A Review of 'Golden Boys: Baseball Portraits, 1946-1960'

Christopher Benvie@CSBenvie81Correspondent IIAugust 13, 2012

Seldom does a book come around that can boast about being magnificently illustrated as well as historically captivating, let alone a book based on the Golden Age of baseball.

Fortunately for baseball fans young and old, such a book has been brought to fruition.

Golden Boys: Baseball Portraits, 1946-1960 is a wonderful work of art, both in the literal and subjective context. Published through Skyhorse Publishing (June 2012) in New York, New York, this book is beautifully illustrated by Andy Jurinko and written by Christopher Jennison.

Golden Boys offers the reader a brilliant collection of paintings with baseball history spilling out from every page.

The artist, Andy Jurinko, was passionate about two things in his life: drawing and baseball. Dating back to 1990, he began the journey of painting a collection of 600 baseball images, all of which leap off the pages in an effort to catch the players from the Golden Era of baseball during their daily lives playing in the greatest game.

Sadly, Jurinko passed away last year before seeing his work come to its published beauty.

The focus of Jurinko's brushwork encompassed players from his childhood years, the World War II era of baseball which also encapsulated a large expansion time in the game of baseball.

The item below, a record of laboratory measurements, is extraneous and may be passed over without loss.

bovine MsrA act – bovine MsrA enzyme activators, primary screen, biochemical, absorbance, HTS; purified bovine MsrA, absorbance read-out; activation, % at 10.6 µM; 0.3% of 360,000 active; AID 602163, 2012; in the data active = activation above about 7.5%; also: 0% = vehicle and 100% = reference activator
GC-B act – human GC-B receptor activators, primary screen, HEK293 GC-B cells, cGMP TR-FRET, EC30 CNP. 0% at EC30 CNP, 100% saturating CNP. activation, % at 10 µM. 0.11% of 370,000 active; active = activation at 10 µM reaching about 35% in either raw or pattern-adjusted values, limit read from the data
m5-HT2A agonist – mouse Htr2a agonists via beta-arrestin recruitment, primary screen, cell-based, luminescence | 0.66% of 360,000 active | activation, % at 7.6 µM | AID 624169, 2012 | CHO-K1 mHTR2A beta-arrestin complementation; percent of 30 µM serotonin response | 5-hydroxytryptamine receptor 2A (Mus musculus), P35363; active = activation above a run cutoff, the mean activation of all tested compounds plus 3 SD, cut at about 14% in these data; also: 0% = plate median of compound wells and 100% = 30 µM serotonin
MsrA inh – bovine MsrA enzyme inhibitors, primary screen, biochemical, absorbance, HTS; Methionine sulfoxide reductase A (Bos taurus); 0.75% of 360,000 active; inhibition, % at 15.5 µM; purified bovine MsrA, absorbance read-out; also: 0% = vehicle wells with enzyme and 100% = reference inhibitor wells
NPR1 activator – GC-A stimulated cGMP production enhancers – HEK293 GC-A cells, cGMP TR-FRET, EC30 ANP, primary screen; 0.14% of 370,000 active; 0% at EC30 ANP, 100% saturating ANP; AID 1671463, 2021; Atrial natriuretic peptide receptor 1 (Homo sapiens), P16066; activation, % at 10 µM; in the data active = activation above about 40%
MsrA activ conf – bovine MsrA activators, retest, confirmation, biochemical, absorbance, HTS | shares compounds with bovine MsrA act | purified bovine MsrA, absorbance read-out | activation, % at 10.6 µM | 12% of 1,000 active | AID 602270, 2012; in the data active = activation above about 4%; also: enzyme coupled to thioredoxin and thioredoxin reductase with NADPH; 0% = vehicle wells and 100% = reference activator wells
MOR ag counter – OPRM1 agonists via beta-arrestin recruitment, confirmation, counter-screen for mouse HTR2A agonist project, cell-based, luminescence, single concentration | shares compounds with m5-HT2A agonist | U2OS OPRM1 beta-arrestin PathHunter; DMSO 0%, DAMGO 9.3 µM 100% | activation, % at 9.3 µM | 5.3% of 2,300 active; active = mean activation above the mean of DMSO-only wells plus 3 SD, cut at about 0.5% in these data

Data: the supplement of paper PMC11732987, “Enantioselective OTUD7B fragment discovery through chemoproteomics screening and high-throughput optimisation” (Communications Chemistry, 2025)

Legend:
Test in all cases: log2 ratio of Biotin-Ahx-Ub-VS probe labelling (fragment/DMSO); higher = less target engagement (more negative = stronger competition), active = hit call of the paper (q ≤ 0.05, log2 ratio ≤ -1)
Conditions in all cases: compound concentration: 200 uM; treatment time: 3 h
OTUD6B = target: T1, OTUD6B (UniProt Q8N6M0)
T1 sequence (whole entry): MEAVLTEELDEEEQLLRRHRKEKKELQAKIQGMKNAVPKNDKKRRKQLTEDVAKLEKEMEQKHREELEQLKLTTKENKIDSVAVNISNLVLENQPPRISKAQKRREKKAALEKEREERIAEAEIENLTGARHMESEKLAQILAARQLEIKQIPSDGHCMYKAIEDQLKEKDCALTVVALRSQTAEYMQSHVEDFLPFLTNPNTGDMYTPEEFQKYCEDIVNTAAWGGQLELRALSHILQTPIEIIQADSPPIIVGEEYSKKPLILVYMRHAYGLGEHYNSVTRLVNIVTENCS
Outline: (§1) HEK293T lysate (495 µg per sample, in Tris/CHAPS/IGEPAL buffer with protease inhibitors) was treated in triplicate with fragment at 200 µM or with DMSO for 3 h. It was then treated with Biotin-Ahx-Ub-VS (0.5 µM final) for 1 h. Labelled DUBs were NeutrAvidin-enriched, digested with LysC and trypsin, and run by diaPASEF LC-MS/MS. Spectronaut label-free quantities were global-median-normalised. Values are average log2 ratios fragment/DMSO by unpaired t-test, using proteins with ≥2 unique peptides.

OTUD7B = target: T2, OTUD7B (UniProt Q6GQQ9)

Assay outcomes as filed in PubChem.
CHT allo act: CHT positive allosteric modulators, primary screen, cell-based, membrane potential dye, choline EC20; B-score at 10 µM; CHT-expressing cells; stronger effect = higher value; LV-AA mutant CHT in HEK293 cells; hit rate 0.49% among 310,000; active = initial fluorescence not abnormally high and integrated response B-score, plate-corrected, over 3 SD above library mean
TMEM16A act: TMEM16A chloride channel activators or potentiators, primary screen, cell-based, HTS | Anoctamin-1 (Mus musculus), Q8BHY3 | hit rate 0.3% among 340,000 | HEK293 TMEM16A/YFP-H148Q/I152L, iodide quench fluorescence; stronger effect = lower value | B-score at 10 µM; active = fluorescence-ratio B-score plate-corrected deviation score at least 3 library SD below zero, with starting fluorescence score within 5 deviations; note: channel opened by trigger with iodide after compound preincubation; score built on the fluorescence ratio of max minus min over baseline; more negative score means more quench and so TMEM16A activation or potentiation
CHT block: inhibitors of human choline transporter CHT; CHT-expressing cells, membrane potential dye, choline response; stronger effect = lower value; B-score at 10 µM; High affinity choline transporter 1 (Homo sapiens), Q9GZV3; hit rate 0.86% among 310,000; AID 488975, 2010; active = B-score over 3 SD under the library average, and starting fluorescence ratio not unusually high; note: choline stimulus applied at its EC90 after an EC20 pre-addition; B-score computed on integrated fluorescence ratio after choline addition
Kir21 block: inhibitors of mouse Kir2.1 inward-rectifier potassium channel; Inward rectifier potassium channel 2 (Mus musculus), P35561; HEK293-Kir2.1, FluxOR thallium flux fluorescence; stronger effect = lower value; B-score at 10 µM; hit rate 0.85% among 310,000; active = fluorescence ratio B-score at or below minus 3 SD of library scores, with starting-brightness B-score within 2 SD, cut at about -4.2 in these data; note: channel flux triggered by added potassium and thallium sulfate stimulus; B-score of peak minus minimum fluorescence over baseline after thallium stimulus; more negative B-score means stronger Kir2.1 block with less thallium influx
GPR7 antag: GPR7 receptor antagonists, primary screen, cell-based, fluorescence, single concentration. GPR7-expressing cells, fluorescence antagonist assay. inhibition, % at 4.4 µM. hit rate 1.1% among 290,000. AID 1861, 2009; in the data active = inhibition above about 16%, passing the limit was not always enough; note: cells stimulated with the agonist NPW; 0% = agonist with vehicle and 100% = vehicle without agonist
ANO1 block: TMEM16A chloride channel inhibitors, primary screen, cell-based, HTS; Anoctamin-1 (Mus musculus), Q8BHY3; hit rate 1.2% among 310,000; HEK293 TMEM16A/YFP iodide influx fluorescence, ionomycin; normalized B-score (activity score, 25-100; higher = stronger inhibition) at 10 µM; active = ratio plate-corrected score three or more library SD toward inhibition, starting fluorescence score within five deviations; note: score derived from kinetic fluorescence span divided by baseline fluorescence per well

Teams went through huge transitions during this period, such as the Giants and Dodgers leaving the east coast for western skies.

Accompanied by the perfect scribe for the project, Christopher Jennison brings you through each story unfolding on the pages before you in a manner that is easy to read and full of fantastic memories.

Some of the material you'll uncover include fine portraits of the era's biggest stars: Mickey Mantle, Jackie Robinson, Willie Mays, Ted Williams, Stan Musial, Robin Roberts, Hank Aaron and even Babe Ruth, to name just a small handful. 

Stories of baseball legend are brought roaring back and bring forth a nostalgic reverence for the game, how it was played and the ethics of those who played it.

For example, Stan Musial demanding a 20-percent pay cut after finishing a poor 1959 season. Today, that would never happen.

In general, this book was a fantastic historical journey through baseball history. The paintings are all vibrant and crisp, offering views of some old, familiar and some not-so-familiar faces from baseball's past.

There are wonderful images of old stadiums, some still standing while others have been replaced by newer, more modern facilities.

While the book never sets out to be a full-blown encyclopedia of the time, it comes across as though one completely unfamiliar with the time could pick it up and learn the essential talking points of the era.

With all that in mind, Gold Boys: Baseball Portraits 1946-1960 is a must-have for any fan of the game. It makes for a fantastic coffee-table book and will surely keep your attention through the entire journey.